12 Cahal October 7, 2011 at 3:27 am

Banks extend loans and create deposits in the process. This is an empirically verified fact – there is no supply side limitation to investment.

13 Doc Merlin October 7, 2011 at 5:22 am

This is to Cahal:

“Banks extend loans and create deposits in the process. This is an empirically verified fact – there is no supply side limitation to investment.”

I can see from this statement that you must be an MMTer.
Ok, let me explain why your sentence is wrong.
By increasing their liabilities and reserves they increase their holdings of risk. This risk preference is what restricts supply of loanable funds.

I am NOT arguing that quantity supplied of credit is fixed. I am arguing that supply curve for loanable funds is upwards sloping because of loaning out funds has risk (which is a cost).

14 Cahal October 7, 2011 at 6:30 am

Ah, OK, misunderstanding.

(I’m not an MMter btw).

15 Cahal October 7, 2011 at 10:26 am

Btw, I still stand by the idea that long & short term interest rates should be as low as possible. If interest rates are higher it forces people into more speculative and riskier investments, whereas when they are lower it produces more sustainable outcomes.

16 Elliot Rosewater October 6, 2011 at 6:58 pm

Other than Becker-Posner, are there any good resources on the internet about how economic thought has affected law. I am currently writing a personal statement and want to draw out some parallels between my undergraduate education and law.

Any help would be greatly appreciated.

17 anon October 6, 2011 at 7:06 pm

David Friedman’s “Law’s Order” is quite good and freely available on the net. He also has essays on his website discussing “Legal systems very different from ours”.

18 Guy in the Veal Calf Office October 6, 2011 at 9:34 pm

I’d start with Unspeakable Ethics, Unnatural Law by Arthur Leff before you dive into Law & Economics. Academic law professors are more similar to typical social science professors than to practicing lawyers, so any Law & Economics type will be more economic professor than lawyer.

Outside of academia, those two do not play well together, economists’ ceteris paribus make no sense in a practicing lawyer’s mutatis mutandis world (or, if I may coin my own ablative absolute, nusquam paribus world). You could talk to a transfer pricing expert to see what professional law & economics looks like.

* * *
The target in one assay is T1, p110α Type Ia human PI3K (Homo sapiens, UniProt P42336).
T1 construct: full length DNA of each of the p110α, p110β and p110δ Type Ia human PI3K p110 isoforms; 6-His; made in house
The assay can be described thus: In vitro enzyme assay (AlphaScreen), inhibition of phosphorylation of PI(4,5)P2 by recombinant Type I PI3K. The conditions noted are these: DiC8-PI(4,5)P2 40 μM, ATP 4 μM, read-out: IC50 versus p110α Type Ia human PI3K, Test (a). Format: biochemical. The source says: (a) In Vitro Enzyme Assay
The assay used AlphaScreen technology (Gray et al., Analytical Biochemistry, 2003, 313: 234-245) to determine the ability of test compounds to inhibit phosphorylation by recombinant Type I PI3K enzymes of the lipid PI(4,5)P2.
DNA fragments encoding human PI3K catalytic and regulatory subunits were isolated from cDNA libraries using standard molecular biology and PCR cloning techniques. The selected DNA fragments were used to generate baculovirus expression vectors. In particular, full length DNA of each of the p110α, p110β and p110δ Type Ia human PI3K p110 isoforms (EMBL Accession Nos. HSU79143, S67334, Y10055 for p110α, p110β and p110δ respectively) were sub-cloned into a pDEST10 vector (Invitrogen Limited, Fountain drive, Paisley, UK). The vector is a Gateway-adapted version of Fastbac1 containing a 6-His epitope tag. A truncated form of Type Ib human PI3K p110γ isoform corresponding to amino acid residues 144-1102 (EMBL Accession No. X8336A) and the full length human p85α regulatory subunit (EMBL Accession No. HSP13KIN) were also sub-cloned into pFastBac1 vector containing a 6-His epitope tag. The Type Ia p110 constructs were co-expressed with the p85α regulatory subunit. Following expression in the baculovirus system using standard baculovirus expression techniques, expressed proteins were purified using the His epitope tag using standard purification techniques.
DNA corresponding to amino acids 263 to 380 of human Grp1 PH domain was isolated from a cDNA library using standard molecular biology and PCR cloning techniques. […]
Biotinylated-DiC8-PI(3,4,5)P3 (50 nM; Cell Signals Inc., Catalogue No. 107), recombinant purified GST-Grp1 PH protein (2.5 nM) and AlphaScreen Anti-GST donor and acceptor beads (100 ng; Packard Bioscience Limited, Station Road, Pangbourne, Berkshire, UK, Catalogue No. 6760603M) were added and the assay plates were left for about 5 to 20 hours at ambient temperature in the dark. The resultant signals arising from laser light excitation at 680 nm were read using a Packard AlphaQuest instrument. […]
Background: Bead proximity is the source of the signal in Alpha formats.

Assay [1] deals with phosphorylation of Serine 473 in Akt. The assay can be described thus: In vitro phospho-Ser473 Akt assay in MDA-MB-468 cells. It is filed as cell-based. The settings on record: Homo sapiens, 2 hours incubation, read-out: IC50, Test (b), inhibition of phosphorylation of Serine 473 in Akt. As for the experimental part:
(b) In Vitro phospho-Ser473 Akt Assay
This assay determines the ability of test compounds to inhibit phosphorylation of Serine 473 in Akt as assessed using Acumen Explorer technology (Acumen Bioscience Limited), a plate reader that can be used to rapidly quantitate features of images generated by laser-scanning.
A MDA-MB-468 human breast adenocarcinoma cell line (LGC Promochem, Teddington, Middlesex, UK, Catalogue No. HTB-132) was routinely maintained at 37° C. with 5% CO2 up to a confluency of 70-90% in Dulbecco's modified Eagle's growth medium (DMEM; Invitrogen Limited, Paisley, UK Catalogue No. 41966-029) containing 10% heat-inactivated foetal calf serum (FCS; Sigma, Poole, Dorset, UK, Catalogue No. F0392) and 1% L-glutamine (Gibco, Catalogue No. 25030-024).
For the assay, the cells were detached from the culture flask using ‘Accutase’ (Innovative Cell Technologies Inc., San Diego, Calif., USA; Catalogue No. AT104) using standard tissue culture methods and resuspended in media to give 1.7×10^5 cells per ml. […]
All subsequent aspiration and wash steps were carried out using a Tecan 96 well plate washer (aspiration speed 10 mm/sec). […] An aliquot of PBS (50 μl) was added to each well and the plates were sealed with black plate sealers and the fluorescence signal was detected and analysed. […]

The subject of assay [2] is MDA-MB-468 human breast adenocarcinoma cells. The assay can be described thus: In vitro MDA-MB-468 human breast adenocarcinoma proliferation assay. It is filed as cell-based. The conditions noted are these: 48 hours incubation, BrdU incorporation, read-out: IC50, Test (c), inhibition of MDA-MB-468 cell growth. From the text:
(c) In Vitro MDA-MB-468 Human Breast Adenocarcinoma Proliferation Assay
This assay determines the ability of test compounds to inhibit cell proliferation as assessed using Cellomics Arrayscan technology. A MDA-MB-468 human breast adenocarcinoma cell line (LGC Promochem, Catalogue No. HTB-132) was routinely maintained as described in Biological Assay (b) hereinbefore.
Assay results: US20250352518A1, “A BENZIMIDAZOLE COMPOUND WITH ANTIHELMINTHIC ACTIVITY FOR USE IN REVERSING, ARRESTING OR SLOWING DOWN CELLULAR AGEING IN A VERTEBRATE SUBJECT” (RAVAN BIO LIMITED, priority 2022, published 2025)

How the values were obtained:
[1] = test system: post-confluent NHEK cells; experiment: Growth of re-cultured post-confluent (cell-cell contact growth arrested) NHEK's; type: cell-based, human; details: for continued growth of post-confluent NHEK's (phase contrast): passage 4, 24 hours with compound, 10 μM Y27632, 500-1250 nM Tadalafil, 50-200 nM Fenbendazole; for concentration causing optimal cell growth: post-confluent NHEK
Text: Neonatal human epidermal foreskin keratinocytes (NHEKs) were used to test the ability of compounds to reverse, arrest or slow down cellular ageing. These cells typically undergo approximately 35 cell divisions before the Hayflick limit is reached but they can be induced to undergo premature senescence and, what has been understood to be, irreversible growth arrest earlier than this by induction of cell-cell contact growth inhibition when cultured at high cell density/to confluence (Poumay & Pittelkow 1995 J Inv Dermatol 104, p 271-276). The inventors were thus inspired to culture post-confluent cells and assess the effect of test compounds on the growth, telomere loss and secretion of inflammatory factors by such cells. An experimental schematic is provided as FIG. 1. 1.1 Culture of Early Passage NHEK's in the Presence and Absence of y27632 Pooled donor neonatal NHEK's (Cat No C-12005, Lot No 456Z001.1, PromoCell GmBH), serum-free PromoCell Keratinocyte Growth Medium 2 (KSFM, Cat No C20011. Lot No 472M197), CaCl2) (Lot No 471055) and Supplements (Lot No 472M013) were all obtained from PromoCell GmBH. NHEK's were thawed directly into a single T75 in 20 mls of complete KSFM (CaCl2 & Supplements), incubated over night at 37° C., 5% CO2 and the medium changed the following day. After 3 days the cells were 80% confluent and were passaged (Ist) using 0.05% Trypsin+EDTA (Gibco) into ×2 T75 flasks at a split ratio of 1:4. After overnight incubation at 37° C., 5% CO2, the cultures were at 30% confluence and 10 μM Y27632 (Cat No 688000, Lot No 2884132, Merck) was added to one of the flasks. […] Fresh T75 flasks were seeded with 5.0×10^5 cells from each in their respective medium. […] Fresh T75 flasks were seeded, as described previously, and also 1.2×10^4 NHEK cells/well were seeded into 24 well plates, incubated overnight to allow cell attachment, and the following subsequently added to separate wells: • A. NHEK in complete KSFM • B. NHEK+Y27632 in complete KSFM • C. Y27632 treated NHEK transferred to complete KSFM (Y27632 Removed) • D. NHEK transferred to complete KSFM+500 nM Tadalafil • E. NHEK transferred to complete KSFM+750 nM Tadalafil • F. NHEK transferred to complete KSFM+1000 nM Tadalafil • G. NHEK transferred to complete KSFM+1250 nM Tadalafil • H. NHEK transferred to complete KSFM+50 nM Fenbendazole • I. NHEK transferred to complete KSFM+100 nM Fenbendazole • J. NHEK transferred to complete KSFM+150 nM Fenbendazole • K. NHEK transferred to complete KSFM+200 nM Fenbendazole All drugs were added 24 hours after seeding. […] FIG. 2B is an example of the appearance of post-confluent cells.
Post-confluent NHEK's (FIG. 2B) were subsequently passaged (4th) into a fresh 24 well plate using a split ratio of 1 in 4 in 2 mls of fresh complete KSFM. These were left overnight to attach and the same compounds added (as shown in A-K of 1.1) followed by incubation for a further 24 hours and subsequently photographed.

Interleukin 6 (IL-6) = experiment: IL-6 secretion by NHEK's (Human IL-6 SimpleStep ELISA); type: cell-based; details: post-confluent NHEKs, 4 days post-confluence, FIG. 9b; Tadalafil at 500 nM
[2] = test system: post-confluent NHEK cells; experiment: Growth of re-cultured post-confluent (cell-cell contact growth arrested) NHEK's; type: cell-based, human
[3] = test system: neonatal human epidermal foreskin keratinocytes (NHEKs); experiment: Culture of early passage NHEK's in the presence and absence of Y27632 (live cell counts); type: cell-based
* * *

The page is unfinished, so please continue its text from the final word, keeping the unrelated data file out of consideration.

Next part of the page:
19 Thoma Hawk October 6, 2011 at 11:31 pm

Interest rates matter? Ya think?

Short term interest rates are a major input in the determination of the admissibility of projects. Lower the short term interest rate, and more short term projects magically become admissible. Long term projects can become admissible sooner if long term rates aren’t expected to rise enough to negate the NPV. Even if you believe that expectations for long term interest rates will rise, it changes the composition of long and short term projects in the current period. It robs the future for the present.

That would be OK if the future weren’t just a day away.

Dynamic efficiency conditions are also violated, i.e. total utility is lower than if nondistorting interest rates were used to value projects. The social welfare function implicit in the monetary policy decision creates a redistribution between suppliers of labor and capital for the projects. The identity of the winners.and losers is not immediately discernible, particularly when resources are mobile between project classes. When there are labor and capital frictions, the least mobile inputs bear the heaviest cost of unemployment. Moreover, the increase in short term projects results in shorter duration labor and capital contracts. These contracts will reprice at lower wages when interest rates rise or face higher unemployment.

So the monetary stimulus is costly in ways that are hard to measure, which is why its a politically costless maneuver.

But expected cash flows of projects are not set in stone either. If lower interest rate policies proceed from common expectations of weak AD, expected CF will be lower and fewer new projects would be admissible than we would hope the policy would create.

Lowering interest rates is nothing but borrowing from the future. The net impact on social welfare depends crucially on the weight one applies on the utility of the expected winners and losers.